Sarah Brewerton-Palmer, a First Amendment attorney with Caplan Cobb and a board member of the Georgia First Amendment Foundation, told The Clayton Crescent that, while the laws as written provide for this overlap, the ethical thing for government to do is to follow “best practices” in making information public.

“You’re talking about a citizen’s ability to look at the agenda, notice any items that they might have an interest in, and request any public records that might be relevant to help them understand that issue, or determine their opinion about something, find. out what’s going on and how to approach that meeting ahead of time.”

“I think often in this arena, what you have to look at is what does the law require and what is the best practice, ” Brewerton-Palmer said, “because the laws are written in a way that gives some leeway to cities to take the time to put together an agenda. It might not be able to be done two weeks in advance for every single meeting. But maybe the best practice is to do that, more generally, because it does allow the public the opportunity to get public records and be more informed citizens. It might not be possible to do that in every circumstance for every meeting if things get added at the last minute, but the Georgia First Amendment Foundation always encourages elected officials to consider the best way to conduct business at their meetings and to respond to Open Records requests that serve the purpose of the Open Records Act and the Open Meetings Act, which is to foster public participation, and allow sunshine in, and let citizens supervise the government and understand what’s going on. So I certainly think a best practice would be to try and issue these agendas in time for people to be able to follow up with Open Records requests, which are not always responded to in three days.”

“It might be legal to do so. Whether it’s the best idea to do so, the best way to run a city, is a different question,” she said. “Is it ethical? Is it the best way to serve your constituents? Is it the best way to make sure what you’re doing is what they’ve elected you to do?”

Citizens who have concerns about the statutory overlap between the Open Meetings Act’s two-weeks-in-advance policy and the three-business-day turnaround for responses to Open Records requests would have to contact their state legislators, Brewerton-Palmer said.

“The Open Records Act and the Open Meetings Act are state laws,” she said. “They are in the purview of the General Assembly. So if there’s an adjustment that a citizen thinks needs to be made in these laws, they can reach out to their assemblyperson, their senator or their representative in the House.”

However, Brewerton-Palmer pointed out, making local officials aware of the problem first might get better results.

“Talk with city officials, who might not ever be really aware of this problem or thinking through it from a citizen’s perspective,” she said. “They lead busy lives, they have a lot going on, meetings change at the last minute, it might not be on their radar. But putting that agenda out even just a few days earlier might be helpful to citizens. So reaching out to officials, letting them know of those problems, suggesting putting in place some city ordinances–rules of city council, for example to require earlier agendas. That’s always possible.”

Cities can facilitate greater openness by just answering basic questions, rather than having citizens or members of the press file formal Open Records requests for routine information. “That process is best handled cooperatively,” she said, “whether it’s a journalist or an ordinary citizen looking for that information.”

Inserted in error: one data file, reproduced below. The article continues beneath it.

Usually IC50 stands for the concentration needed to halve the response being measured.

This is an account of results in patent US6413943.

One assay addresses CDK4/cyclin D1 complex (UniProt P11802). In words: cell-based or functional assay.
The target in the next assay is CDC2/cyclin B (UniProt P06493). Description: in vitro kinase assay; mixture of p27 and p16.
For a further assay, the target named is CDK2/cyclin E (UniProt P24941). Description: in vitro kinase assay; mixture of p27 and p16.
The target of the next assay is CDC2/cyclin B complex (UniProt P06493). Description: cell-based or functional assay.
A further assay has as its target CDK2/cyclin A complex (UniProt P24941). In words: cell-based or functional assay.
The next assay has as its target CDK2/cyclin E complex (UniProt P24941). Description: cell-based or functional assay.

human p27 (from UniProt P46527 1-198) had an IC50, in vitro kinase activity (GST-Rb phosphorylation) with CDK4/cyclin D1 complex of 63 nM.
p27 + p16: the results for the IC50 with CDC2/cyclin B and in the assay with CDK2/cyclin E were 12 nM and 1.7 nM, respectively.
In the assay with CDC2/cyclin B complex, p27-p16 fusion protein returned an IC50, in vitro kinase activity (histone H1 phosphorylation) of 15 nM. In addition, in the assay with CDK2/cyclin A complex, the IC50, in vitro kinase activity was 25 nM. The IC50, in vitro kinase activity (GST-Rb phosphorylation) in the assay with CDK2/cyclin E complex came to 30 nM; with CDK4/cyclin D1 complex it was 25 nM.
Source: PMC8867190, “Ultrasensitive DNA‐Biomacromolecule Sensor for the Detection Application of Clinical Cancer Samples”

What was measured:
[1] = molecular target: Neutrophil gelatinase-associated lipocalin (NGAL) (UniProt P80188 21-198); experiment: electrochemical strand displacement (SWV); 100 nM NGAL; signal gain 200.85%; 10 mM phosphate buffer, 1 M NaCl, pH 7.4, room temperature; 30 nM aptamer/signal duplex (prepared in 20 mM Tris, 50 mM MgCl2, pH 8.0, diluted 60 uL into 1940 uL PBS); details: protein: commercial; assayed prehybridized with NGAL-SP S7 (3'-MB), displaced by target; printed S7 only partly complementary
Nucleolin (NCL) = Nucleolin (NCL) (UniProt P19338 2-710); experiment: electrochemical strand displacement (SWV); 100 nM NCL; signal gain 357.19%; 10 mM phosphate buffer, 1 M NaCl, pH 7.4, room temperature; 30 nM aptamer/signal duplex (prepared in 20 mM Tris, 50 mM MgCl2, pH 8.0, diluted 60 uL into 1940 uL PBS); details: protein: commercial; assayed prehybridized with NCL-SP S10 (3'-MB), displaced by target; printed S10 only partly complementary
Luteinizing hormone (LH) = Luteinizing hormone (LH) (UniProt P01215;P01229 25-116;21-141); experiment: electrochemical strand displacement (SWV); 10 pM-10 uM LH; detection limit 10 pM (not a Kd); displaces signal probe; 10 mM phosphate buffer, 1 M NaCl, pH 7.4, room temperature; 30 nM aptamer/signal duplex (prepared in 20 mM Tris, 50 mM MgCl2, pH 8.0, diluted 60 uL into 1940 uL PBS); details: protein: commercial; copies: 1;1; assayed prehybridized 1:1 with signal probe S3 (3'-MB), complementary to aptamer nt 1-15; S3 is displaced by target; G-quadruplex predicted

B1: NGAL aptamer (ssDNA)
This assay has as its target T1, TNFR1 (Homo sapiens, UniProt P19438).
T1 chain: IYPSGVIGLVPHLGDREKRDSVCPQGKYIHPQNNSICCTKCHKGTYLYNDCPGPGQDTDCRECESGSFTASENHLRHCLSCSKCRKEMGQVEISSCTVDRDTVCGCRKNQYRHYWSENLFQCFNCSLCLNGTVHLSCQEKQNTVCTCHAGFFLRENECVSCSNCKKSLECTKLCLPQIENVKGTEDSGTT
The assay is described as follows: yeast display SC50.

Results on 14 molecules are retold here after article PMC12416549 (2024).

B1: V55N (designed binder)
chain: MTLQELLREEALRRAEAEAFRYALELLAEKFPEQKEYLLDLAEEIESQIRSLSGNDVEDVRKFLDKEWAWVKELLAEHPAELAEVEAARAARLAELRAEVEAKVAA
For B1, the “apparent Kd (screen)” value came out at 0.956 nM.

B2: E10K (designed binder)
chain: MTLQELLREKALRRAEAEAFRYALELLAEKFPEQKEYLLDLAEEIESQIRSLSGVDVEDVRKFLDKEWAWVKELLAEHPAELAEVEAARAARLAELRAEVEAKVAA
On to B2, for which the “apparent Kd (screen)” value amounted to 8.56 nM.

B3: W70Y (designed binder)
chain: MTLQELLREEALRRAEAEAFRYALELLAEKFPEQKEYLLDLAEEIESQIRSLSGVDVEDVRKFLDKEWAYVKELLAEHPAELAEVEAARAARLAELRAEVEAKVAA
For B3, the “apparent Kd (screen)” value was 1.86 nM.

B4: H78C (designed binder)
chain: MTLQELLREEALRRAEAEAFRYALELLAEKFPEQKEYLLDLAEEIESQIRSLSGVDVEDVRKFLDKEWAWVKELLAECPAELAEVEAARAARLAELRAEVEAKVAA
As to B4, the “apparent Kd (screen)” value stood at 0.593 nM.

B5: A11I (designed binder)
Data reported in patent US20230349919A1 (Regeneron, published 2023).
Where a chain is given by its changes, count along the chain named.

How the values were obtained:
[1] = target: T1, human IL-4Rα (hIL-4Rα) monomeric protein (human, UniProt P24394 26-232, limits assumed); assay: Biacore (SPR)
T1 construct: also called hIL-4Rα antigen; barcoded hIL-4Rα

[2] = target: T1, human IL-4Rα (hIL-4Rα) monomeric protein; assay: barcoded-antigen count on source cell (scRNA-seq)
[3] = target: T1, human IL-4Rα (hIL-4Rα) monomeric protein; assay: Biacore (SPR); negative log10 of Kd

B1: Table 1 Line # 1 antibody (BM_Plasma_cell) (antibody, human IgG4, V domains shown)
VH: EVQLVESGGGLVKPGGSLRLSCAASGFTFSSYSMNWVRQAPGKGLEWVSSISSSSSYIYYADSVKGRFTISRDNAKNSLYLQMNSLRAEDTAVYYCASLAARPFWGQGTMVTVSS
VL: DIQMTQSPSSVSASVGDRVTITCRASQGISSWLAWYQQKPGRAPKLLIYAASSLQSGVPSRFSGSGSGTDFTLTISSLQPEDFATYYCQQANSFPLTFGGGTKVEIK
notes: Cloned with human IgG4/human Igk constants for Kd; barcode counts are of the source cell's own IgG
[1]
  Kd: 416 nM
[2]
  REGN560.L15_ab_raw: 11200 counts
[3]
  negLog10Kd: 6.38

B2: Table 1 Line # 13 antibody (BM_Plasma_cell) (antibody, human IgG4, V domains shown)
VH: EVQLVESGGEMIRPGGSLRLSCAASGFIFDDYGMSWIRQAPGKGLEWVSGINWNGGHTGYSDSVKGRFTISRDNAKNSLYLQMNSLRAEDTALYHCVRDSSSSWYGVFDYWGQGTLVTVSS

The gold standard of open government, Brewerton-Palmer said, is what best serves the public interest: “Cities and counties are free to go above the floor set by the Open Meetings Act and the Open Records Act in pursuing these really worthy goals of open government and citizen participation.”

Contact us

If you have evidence of an ethics violation by a public official–meaning proof, not hearsay–send it to (A hot tip is great, but it’s only as good as the ability to substantiate it.) If you want to disclose public corruption or wrongdoing but are seeking to do so anonymously, we follow the Society for Professional Journalists’ Code of Ethics on anonymous sources. (If you haven’t read it, please don’t waste our time and yours.) Anonymity is only granted in the rarest of cases, not to protect public scrutiny of a source’s political or personal motivations. It’s also possible that others may discover or deduce the identity of an anonymous source is on their own. If you are a public employee protected by Georgia’s Whistleblower Act, you should consult your legal counsel about your best course of action. Our mailing address is 118 Stockbridge Road, Suite 106, Box 7, Jonesboro, GA 30236.

The Clayton Crescent is a 501(c)(3) nonprofit news organization based in Jonesboro, GA. Our mission is to serve the public interest by covering news in Clayton County and the Southern Crescent, particularly those geographical and topical areas historically (and currently) less-served by traditional news organizations. We exist to inform the public about policies and actions that impact them directly or indirectly, with special attention to elected and appointed officials and bodies. We investigate alleged corruption by those in power. We cover those communities historically ignored by the local press, including marginalized groups and unincorporated areas with no city government. We strive to connect citizens to their elected officials on matters of substance. We are members of the Institute for Nonprofit News and are Silver Award-rated for transparency by Guidestar. We welcome your tax-deductible support at Thank you.